Going “off grid” and into a bigger event where you have examples from other industries will help spark ideas and give you a different perspective that may help you come up with something that otherwise may never have been given consideration.

What drew you to work that involves working with bank marketers? I started in the banking industry back in 1992 after graduating from college. My father was a banker growing up. But I never really planned on going into banking. Never say never. We ended up working together for 13 years—of his 33 years as a banker—at Marshall Savings Bank in Marshall, Michigan, which has undergone several takeovers and is now Huntington Bank.

During my time at the bank, I ran a teller window for the first three years to start at the ground level, then moved into a variety of other areas such as technology, compliance, marketing, operations and eventually senior/executive management overseeing a region of the bank.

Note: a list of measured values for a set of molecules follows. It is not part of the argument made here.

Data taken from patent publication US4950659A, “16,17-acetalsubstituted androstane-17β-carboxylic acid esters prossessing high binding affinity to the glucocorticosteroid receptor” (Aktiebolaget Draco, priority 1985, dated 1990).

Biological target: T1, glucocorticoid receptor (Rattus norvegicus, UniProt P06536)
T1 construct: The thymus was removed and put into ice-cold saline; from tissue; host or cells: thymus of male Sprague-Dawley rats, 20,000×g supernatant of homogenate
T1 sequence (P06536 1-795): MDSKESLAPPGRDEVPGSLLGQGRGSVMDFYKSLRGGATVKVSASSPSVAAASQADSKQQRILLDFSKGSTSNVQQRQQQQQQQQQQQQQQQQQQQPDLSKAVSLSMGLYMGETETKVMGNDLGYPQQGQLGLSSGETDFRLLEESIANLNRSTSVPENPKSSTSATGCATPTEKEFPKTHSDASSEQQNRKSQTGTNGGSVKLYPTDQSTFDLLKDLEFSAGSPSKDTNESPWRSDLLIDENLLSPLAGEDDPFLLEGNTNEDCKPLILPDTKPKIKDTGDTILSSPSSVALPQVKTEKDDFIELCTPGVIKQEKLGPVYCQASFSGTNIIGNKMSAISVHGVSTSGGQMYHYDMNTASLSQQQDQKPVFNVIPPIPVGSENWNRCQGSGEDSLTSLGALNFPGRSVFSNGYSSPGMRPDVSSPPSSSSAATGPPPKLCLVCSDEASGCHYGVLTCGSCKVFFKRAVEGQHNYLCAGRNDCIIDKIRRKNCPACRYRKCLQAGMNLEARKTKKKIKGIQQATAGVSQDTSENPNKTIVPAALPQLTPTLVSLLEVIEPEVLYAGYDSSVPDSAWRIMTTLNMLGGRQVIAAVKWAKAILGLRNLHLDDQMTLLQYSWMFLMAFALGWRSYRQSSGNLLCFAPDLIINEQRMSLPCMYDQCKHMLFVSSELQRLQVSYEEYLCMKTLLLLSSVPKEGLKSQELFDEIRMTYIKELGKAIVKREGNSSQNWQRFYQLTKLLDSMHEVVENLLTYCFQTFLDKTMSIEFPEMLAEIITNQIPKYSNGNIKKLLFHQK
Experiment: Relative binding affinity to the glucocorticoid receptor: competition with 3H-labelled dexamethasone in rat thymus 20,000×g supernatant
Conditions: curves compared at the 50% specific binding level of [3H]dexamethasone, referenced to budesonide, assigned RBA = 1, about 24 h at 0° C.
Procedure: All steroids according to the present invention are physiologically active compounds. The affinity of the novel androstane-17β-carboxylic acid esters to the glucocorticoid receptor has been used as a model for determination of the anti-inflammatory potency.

I built the bank’s first website back in 1995, making us one of the very first community banks in the country with a presence on the web. I felt in my “gut” that having a website and being part of the “World Wide Web” would become something all types of businesses would be doing. Including banks. In 2007 I made the decision to leave banking and follow my passion for all things digital and opened our agency.

This allows me to work with bankers from around the nation on their digital challenges. And I love helping them figure out how to tell their story to make a difference, connect with their communities, build relationships and stand out online.

What are some tips for banks to better work with vendors, whether in marketing or otherwise? Because I “grew up” from a smaller community bank, we had to rely on partners to be successful in our ability to serve customers and stand out from the competition. One of the things that I tried to do when I was a banker and worked with vendors a lot is to treat them as true partners and ensure that both the bank and the vendors were focused on the big picture.